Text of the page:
Macroeconomics (from Greek prefix "makros-" meaning "large" + "economics") is a branch of economics dealing with the performance, structure, behavior, and decision-making of an economy as a whole, rather than individual markets. This includes national, regional, and global economies. With microeconomics, macroeconomics is one of the two most general fields in economics.
Macroeconomists study aggregated indicators such as GDP, unemployment rates, and price indices to understand how the whole economy functions. Macroeconomists develop models that explain the relationship between such factors as national income, output, consumption, unemployment, inflation, savings, investment, international trade and international finance. In contrast, microeconomics is primarily focused on the actions of individual agents, such as firms and consumers, and how their behavior determines prices and quantities in specific markets. While macroeconomics is a broad field of study, there are two areas of research that are emblematic of the discipline: the attempt to understand the causes and consequences of short-run fluctuations in national income (the business cycle), and the attempt to understand the determinants of long-run economic growth (increases in national income). Macroeconomic models and their forecasts are used by both governments and large corporations to assist in the development and evaluation of economic policy and business strategy.Contents 1 Basic macroeconomic concepts
1.1 Output and income
1.3 Inflation and deflation
2 Macroeconomic models
2.1 Aggregate Demand-Aggregate Supply
3 Macroeconomic policies
4.2 Keynes and his followers
4.4 New classicals
4.5 New Keynesian response
5 See also
 Basic macroeconomic concepts
Macroeconomics encompasses a variety of concepts and variables, but three are central topics for macroeconomic research. Macroeconomic theories usually relate the phenomena of output, unemployment, and inflation. Outside of macroeconomic theory, these topics are also extremely important to all economic agents including workers, consumers, and producers.  Output and income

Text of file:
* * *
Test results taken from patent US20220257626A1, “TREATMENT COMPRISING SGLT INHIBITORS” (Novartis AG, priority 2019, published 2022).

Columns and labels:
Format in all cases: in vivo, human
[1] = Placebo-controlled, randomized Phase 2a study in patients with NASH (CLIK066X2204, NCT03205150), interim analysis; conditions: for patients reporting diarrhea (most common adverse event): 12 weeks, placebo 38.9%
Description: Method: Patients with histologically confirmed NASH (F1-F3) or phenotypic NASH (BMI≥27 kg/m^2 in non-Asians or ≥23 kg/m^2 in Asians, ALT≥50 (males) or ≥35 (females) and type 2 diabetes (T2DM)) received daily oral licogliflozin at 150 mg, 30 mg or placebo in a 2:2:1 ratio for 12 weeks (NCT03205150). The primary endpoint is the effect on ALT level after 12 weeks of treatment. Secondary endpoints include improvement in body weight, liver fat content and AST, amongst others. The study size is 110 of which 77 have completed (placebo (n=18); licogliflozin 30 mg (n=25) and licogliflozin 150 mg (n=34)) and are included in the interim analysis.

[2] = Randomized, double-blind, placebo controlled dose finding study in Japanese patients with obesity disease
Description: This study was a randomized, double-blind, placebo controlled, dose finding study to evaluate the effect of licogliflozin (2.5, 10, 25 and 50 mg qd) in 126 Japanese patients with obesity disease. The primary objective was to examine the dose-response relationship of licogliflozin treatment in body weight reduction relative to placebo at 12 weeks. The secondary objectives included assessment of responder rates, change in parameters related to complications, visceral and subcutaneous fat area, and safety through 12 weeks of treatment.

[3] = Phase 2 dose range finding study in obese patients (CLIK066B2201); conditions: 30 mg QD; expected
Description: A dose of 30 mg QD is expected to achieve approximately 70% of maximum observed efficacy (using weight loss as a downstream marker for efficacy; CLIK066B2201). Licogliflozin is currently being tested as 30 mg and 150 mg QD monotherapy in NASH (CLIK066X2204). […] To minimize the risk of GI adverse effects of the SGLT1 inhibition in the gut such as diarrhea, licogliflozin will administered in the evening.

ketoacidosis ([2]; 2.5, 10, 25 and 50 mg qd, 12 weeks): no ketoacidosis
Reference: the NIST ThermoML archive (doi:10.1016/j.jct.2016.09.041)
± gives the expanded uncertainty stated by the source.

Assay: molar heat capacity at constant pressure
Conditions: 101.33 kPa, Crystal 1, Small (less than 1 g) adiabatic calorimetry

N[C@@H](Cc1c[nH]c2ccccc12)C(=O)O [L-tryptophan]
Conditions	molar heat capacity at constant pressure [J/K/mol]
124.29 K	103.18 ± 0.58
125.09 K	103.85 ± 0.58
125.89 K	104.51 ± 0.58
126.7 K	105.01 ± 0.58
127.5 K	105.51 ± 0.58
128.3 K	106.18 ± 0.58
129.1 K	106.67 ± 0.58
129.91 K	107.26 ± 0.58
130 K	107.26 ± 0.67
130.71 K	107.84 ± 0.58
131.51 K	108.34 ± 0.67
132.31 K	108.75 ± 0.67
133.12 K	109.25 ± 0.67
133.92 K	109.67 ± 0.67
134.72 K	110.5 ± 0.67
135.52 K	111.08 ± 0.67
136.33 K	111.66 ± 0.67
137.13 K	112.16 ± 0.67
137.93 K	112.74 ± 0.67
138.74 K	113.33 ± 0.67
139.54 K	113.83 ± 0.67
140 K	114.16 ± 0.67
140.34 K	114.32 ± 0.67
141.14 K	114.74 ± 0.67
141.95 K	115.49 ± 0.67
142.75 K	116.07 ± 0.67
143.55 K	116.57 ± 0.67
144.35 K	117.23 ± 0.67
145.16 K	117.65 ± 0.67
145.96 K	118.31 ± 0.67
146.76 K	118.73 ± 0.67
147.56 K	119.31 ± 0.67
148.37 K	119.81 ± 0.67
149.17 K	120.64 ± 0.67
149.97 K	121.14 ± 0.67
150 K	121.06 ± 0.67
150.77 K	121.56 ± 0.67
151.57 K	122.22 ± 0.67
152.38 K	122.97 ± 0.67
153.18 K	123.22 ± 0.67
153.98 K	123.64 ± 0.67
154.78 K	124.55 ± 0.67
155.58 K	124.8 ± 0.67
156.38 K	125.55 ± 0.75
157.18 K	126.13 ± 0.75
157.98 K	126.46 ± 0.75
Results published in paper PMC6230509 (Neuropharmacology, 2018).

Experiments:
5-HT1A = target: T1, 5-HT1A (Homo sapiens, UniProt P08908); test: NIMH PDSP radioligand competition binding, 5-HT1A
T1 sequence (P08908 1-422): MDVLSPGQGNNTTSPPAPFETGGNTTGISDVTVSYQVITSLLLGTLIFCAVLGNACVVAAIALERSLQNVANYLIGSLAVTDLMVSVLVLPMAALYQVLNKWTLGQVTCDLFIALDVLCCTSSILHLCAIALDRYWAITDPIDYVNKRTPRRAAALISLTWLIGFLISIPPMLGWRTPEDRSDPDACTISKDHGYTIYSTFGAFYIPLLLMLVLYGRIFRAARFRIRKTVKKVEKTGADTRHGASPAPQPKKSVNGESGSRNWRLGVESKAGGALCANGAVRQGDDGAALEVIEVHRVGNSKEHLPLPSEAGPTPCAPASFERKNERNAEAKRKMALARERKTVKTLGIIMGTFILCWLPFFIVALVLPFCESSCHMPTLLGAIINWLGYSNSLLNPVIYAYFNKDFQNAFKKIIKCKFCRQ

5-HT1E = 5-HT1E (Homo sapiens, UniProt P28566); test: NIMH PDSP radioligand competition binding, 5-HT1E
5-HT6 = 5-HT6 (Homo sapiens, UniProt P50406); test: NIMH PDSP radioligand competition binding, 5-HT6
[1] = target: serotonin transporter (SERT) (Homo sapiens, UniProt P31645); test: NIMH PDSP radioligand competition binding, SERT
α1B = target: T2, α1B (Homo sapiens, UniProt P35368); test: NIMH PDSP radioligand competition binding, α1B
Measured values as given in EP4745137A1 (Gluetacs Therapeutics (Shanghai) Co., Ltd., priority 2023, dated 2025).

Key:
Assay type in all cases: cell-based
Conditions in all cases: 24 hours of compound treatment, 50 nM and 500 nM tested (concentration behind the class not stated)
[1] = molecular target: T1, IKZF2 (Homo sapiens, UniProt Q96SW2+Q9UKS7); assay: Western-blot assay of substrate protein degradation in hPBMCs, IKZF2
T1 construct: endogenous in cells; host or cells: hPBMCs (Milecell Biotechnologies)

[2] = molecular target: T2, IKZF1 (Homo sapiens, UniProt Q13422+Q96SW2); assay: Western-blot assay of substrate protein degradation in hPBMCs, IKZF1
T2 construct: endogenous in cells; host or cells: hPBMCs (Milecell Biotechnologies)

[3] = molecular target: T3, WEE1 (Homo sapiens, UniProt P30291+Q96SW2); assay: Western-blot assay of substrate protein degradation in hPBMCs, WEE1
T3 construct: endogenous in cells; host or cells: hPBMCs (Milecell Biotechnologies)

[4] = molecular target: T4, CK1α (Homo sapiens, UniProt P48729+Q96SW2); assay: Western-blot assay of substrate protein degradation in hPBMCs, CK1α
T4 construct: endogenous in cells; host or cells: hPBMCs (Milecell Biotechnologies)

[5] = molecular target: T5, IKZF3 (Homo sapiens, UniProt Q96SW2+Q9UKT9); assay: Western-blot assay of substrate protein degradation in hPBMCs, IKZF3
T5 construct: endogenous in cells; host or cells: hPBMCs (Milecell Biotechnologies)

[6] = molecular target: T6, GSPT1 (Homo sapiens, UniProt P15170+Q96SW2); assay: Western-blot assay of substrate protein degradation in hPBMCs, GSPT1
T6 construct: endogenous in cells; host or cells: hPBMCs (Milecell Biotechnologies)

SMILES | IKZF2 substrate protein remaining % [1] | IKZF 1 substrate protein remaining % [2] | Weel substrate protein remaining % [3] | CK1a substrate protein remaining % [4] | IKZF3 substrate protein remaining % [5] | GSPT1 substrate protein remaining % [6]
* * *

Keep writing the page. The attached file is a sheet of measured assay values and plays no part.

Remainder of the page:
National output is the total value of everything a country produces in a given time period. Everything that is produced and sold generates income. Therefore, output and income are usually considered equivalent and the two terms are often used interchangeably. Output can be measured as total income, or, it can be viewed from the production side and measured as the total value of final goods and services or the sum of all value added in the economy. Macroeconomic output is usually measured by Gross Domestic Product (GDP) or one of the other national accounts. Economists interested in long-run increases in output study economic growth. Advances in technology, accumulation of machinery and other capital, and better education and human capital all lead to increased economic output over time. However, output does not always increase consistently. Business cycles can cause short-term drops in output called recessions. Economists look for macroeconomic policies that prevent economies from slipping into recessions and that lead to faster long-term growth.  Unemployment
Chart using US data showing the relationship between economic growth and unemployment expressed by Okun's law. The relationship demonstrates cyclical unemployment. Economic growth leads to a lower unemployment rate. Main article: Unemployment
The amount of unemployment in an economy is measured by the unemployment rate, the percentage of workers without jobs in the labor force. The labor force only includes workers actively looking for jobs. People who are retired, pursuing education, or discouraged from seeking work by a lack of job prospects are excluded from the labor force....